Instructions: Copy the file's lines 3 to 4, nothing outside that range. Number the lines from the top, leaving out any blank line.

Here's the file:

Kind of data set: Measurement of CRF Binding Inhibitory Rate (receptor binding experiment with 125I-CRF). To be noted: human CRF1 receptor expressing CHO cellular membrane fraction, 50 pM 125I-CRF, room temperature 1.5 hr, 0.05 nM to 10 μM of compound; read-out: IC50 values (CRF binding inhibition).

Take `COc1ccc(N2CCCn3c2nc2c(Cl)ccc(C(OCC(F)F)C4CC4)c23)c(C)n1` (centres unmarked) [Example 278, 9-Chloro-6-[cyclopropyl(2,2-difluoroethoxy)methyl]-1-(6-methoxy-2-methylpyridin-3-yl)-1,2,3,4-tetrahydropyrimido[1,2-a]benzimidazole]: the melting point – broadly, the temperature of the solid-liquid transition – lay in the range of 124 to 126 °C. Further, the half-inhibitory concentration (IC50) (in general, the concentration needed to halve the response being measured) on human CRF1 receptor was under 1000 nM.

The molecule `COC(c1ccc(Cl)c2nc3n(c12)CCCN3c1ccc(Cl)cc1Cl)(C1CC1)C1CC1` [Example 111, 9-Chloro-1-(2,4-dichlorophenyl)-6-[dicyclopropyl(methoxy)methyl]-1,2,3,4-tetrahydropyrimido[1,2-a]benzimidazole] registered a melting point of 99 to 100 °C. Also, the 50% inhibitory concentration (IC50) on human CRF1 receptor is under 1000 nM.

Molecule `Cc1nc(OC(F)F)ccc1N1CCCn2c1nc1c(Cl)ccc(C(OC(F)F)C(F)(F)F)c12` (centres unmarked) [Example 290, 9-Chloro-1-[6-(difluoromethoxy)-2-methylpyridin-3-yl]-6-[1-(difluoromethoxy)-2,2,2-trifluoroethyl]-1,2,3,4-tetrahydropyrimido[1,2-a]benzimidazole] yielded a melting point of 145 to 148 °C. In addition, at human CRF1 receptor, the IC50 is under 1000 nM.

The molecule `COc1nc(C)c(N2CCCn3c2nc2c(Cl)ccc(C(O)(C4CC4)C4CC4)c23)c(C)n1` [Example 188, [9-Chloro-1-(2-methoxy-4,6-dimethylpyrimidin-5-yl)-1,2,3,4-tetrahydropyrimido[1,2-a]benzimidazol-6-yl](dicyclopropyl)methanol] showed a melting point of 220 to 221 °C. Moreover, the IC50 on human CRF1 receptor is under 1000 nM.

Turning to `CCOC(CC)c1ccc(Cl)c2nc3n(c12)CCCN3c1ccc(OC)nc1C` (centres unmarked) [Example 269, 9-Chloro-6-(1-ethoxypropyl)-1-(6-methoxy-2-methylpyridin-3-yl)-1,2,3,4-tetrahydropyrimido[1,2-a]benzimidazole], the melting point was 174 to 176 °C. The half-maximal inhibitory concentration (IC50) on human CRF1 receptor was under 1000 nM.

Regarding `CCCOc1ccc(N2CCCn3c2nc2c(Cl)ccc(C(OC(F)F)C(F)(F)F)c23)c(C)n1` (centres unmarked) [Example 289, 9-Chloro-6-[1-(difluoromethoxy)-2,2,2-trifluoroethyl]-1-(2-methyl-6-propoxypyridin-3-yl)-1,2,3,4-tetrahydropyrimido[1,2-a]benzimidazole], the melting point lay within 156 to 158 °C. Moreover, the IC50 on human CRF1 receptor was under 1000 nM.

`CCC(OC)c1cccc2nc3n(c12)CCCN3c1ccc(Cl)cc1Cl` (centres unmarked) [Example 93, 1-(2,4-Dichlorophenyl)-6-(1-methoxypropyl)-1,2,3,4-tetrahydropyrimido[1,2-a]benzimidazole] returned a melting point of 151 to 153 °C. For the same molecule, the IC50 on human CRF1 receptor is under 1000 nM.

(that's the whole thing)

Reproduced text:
The molecule `COC(c1ccc(Cl)c2nc3n(c12)CCCN3c1ccc(Cl)cc1Cl)(C1CC1)C1CC1` [Example 111, 9-Chloro-1-(2,4-dichlorophenyl)-6-[dicyclopropyl(methoxy)methyl]-1,2,3,4-tetrahydropyrimido[1,2-a]benzimidazole] registered a melting point of 99 to 100 °C. Also, the 50% inhibitory concentration (IC50) on human CRF1 receptor is under 1000 nM.

Molecule `Cc1nc(OC(F)F)ccc1N1CCCn2c1nc1c(Cl)ccc(C(OC(F)F)C(F)(F)F)c12` (centres unmarked) [Example 290, 9-Chloro-1-[6-(difluoromethoxy)-2-methylpyridin-3-yl]-6-[1-(difluoromethoxy)-2,2,2-trifluoroethyl]-1,2,3,4-tetrahydropyrimido[1,2-a]benzimidazole] yielded a melting point of 145 to 148 °C. In addition, at human CRF1 receptor, the IC50 is under 1000 nM.